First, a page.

In hole 2 the worker was on scaffolding sandblasting the inside of a waste digester. The worker’s scaffold guardrails were interfering, so the worker removed them. Shortly thereafter, with vision reduced by PPE (hood) and the sandblasting, the worker walked off of the scaffold and fell 35 feet to the bottom of the space. I was pulled from my paper by the other rescuer sounding the air horn. I informed the workers in the space I was watching to evacuate and ran to the other hole.
We had a three-person team on site that day. Rescuer 1 and I immediately accessed the patient via 35 foot unguarded ladder. Rigger 1 (who was also the TL) started rigging the rescue lines outside the space. Once on the floor of the space, Rescuer 1 and I started our priority action approach; packaging the patient onto a spine board and then into a basket stretcher (yes basket stretcher, not a SKED or Spec Pak).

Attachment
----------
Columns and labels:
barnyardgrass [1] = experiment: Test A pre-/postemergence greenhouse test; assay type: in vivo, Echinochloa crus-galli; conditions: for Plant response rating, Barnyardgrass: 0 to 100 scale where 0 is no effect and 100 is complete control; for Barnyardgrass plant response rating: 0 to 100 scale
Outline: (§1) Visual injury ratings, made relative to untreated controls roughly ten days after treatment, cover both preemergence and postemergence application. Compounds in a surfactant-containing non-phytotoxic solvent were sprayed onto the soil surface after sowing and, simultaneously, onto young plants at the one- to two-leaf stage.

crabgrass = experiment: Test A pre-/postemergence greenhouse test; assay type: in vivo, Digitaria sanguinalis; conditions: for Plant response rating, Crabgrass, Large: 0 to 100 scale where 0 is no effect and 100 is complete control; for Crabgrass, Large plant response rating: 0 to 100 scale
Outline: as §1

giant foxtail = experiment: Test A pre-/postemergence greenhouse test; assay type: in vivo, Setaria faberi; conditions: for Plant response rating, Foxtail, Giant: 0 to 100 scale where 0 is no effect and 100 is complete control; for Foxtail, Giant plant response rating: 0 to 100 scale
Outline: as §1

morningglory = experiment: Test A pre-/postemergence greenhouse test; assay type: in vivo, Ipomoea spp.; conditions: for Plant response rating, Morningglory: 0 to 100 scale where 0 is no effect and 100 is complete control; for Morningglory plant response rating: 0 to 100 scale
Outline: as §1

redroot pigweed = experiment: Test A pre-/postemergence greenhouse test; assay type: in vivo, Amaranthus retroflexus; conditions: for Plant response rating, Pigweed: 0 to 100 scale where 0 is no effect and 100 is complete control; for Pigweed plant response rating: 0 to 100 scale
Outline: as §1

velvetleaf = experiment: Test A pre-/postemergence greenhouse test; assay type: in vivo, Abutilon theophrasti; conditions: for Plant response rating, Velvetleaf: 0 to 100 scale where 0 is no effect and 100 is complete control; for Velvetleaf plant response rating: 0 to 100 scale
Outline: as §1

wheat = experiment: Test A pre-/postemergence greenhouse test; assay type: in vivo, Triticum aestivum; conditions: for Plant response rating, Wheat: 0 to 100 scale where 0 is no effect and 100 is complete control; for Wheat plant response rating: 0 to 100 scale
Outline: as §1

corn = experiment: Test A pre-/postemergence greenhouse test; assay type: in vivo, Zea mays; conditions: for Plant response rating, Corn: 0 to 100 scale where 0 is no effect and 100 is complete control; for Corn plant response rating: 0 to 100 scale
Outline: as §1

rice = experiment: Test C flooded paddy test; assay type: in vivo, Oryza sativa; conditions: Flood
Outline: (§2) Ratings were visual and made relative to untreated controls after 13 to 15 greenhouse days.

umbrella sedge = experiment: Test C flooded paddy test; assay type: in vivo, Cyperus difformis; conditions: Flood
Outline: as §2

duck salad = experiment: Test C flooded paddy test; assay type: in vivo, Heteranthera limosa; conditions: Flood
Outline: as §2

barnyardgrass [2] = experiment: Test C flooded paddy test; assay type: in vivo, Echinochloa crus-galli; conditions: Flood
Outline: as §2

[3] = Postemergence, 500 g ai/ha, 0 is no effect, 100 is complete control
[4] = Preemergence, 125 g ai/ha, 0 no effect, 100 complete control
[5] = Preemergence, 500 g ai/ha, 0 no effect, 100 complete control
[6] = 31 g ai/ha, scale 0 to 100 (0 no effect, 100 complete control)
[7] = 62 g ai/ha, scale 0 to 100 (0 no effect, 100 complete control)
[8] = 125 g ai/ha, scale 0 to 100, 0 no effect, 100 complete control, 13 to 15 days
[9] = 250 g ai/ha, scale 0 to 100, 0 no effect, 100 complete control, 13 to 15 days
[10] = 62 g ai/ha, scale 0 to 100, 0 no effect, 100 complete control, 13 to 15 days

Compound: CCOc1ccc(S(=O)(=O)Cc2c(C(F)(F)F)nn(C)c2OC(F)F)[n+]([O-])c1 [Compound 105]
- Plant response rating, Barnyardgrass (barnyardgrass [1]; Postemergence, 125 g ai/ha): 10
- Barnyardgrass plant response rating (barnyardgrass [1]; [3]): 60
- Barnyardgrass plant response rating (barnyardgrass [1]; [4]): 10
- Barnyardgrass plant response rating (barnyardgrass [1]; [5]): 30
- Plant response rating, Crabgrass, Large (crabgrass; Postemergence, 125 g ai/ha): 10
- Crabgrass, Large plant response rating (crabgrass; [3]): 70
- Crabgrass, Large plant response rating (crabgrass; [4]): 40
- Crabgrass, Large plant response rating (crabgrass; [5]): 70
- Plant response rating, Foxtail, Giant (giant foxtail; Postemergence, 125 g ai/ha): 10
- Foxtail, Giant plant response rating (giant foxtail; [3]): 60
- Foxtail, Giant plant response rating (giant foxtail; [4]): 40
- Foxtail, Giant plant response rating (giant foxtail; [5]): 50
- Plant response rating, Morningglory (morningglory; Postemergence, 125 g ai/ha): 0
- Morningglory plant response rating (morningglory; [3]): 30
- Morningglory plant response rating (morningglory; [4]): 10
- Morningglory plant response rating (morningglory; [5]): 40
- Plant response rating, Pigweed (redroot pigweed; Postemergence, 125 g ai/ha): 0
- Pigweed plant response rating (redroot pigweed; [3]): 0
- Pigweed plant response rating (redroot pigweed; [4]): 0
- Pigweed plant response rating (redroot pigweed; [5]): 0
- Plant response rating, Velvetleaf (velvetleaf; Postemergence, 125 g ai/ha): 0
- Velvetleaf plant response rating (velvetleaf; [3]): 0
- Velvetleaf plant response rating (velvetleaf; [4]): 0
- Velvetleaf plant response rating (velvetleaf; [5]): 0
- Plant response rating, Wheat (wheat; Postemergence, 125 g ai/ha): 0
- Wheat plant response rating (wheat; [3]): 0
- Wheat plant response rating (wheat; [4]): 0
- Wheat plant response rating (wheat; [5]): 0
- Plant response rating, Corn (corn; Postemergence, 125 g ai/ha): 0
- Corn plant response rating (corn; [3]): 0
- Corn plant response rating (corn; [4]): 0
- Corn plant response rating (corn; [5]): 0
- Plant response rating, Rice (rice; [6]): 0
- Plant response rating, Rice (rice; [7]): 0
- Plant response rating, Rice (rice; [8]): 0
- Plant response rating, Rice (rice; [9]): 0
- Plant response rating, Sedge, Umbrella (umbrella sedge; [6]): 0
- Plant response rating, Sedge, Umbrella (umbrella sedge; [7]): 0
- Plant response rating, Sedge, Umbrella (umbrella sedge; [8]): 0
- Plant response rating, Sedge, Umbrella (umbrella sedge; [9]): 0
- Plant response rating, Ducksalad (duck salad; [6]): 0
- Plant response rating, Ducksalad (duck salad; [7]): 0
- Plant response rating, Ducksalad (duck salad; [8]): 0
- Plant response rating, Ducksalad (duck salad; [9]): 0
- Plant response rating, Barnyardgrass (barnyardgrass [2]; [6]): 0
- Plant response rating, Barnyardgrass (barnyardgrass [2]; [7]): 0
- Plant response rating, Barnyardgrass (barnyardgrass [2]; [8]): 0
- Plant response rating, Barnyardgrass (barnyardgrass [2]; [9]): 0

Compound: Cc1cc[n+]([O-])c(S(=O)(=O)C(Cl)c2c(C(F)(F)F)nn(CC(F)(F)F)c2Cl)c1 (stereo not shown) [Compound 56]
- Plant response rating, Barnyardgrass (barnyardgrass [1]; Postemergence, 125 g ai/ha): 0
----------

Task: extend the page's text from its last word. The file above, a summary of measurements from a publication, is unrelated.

The rescue itself went very well. Working in a dark, wet, dirty space on a live rescue was exhilarating. This was in the days of diamond lashing patients onto the spine board and into the basket stretcher with tubular webbing. With poor visibility and digester dirt covering all things, good communications were required. Even though Rescue 1 and I were from two different fire departments, we moved through our actions and drills as a well-oiled machine. This does speak to the level and type of training the fire departments rescue teams were receiving. We had the patient packaged, 5:1 mechanical advantage and safety line rigged, and patient removed from the space and brought down to the sidewalk prior to the arrival of the local full time emergency services (under 10 minutes). Rescuer 1 and I however were covered in digester dirt (human waste) and were wearing no PPE outside of harness, rescue helmet, rope gloves, boots and hi-vis vest. The site was shut down for the day. While the rescue went well, I would suggest it should have never occurred.